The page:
Linda Benedict, Sonnier, John J., Mcclain, William R. | 9/22/2011 8:38:51 PM
W. Ray McClain, John J. Sonnier and Ricardo O. Ramalho
Louisiana is the largest producer of crawfish in the United States, where some 1,200 farmers harvest in excess of 110 million pounds of crawfish annually from about 184,000 acres of ponds. A large majority of the annual crawfish production is marketed as live or wholeboiled crawfish, with less than 20 percent processed for the tail meat. Large volumes of live crawfish are delivered to metropolitan areas within and outside of Louisiana, such as Baton Rouge, New Orleans, Shreveport, Little Rock, Dallas, Houston, Mobile, Jackson, Memphis and Atlanta. Marketing issues for live crawfish include significant variation in sizes, with the larger crawfish being the most valuable.
Although size grading of crawfish is initially accomplished by the mesh size of the wire-mesh traps, further grading is sometimes accomplished by large volume dealers at dock-side. There are logistical and cost issues with this additional step in handling, however. Some crawfish farmers have begun employing a culling (grading) operation on the boat at the time crawfish are emptied from traps. Harvesting boats are fitted with a bar grader that will effectively cull smaller crawfish from the catch and allow those to immediately re-enter the pond. The retained crawfish are more uniform in size and easier to sell because of the greater appeal with buyers. The common assumption is that the culled crawfish will resume growth and be recaptured later at a larger, more valuable size.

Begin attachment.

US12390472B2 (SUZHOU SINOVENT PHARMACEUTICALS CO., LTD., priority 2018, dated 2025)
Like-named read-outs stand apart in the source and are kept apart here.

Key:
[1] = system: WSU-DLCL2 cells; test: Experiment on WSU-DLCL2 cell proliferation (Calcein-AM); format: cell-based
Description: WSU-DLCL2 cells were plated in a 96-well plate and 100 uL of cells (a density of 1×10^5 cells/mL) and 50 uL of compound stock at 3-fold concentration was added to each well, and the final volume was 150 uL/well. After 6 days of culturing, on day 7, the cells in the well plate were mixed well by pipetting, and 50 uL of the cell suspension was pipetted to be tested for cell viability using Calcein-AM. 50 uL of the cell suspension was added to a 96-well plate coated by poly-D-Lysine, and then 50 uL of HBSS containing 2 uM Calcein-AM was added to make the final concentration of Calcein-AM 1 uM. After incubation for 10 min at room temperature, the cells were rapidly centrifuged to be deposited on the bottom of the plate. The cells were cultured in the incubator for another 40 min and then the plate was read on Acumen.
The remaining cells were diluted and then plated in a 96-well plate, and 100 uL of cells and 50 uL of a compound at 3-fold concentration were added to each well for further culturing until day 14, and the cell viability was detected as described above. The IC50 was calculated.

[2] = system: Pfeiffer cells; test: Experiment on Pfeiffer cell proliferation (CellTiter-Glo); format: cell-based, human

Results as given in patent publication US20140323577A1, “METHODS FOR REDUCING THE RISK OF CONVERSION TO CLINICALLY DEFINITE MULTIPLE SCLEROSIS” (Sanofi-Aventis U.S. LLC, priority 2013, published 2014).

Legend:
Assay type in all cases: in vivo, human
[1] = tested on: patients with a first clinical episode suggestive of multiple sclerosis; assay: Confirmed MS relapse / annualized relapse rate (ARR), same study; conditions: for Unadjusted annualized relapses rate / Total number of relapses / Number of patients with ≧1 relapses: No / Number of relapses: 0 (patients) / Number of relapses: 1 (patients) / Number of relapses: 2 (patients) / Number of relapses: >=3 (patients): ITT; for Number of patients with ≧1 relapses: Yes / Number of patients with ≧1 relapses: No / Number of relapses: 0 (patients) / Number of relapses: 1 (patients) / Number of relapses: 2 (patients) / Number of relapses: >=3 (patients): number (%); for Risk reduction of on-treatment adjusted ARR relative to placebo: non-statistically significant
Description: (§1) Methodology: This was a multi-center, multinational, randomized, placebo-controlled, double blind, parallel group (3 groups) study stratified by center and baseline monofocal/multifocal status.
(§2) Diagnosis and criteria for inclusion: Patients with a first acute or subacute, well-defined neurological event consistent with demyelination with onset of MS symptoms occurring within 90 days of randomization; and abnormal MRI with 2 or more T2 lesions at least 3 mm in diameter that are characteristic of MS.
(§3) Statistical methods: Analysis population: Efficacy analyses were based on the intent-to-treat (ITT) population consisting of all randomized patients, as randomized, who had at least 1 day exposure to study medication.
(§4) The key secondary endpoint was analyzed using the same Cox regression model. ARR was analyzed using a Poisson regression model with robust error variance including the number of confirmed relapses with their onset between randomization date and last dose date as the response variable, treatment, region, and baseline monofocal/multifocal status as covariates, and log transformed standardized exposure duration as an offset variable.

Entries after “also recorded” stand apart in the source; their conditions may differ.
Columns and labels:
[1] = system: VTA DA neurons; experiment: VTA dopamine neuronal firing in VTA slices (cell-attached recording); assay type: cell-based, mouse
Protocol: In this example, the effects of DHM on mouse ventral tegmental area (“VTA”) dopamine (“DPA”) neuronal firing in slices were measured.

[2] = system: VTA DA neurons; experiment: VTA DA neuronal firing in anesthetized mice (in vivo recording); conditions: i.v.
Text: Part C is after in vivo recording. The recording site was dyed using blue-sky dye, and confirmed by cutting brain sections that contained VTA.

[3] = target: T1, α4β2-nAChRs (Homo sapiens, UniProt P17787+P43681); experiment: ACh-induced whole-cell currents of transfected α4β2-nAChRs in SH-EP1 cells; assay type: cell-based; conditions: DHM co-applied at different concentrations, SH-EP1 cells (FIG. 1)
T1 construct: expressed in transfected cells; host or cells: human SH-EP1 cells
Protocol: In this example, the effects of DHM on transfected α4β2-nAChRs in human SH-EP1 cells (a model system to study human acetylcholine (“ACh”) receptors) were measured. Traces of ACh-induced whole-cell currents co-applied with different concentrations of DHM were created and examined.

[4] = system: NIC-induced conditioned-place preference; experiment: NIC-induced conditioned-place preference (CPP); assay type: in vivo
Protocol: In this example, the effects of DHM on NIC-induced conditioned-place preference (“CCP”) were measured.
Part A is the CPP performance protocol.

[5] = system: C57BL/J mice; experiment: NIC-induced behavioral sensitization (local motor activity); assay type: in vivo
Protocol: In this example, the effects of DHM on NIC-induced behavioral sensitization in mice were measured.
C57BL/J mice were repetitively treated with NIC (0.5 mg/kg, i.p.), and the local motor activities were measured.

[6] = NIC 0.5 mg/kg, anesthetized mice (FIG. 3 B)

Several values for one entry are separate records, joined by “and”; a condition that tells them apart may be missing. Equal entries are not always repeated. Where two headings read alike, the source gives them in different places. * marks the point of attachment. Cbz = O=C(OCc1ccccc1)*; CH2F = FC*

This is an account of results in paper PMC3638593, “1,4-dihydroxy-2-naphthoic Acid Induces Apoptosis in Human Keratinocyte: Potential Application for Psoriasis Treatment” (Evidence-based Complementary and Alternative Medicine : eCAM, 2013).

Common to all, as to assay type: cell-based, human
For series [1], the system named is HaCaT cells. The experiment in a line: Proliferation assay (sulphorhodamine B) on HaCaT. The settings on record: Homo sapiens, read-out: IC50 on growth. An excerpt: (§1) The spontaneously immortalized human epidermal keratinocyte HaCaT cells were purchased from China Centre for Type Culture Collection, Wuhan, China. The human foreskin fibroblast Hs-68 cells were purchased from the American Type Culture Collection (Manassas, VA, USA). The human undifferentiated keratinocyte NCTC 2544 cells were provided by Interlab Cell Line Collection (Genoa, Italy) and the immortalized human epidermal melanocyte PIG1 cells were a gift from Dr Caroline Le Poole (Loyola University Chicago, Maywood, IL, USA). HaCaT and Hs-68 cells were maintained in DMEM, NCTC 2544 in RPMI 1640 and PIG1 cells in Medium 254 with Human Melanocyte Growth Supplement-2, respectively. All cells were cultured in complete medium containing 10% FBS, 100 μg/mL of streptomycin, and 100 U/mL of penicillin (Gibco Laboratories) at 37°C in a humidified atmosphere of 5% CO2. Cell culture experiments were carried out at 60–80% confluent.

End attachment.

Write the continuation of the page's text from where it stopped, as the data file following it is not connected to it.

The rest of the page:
This practice of using on-board graders has increased dramatically in recent years and often renders further grading at dockside unnecessary. However, the efficacy of this practice is largely unknown because the rate of recapture has not been determined. Little is known about the efficiency of trap harvesting as a means of removing crawfish from the population once they reach market size. Therefore, a series of studies was conducted at the LSU AgCenter’s Rice Research Station in Crowley to estimate the percentage of recapture and to better understand aspects of trap harvesting as well as crawfish movements within the pond.
A mark/recapture technique was used in a small commercial crawfish pond and, subsequently, in the experimental pond complex of the Rice Research Station, to ascertain capture efficiency rates using baited traps. Captured crawfish were marked with a long-lasting, waterproof marker and released back into the pond within two hours of their capture. Bold marks were made on the carapace of crawfish that could be quickly and easily observed. Various colors and/or markings distinguished the date and/or site of release. Subsequent trap catches were observed for marked individuals, which were noted for date and location of capture.
The initial trial was conducted in a 28-acre commercial crawfish pond where 200 mature and 270 immature individuals were marked and released at a central location in the pond. The subsequent harvest was monitored for one week, and only 54 marked individuals (11.5 percent) were recovered. While there was a possibility that molting occurred in some immature individuals (i.e, lost marks), the rate of recapture for mature (nonmolting) individuals was noted at 20 percent – still a low recovery. Some crawfish traveled up to 589 yards, surely passing baited traps, before being recaptured, although the average distance traveled before recapture was 147 yards. Trap spacing typically ranges between 50 and 70 feet between traps.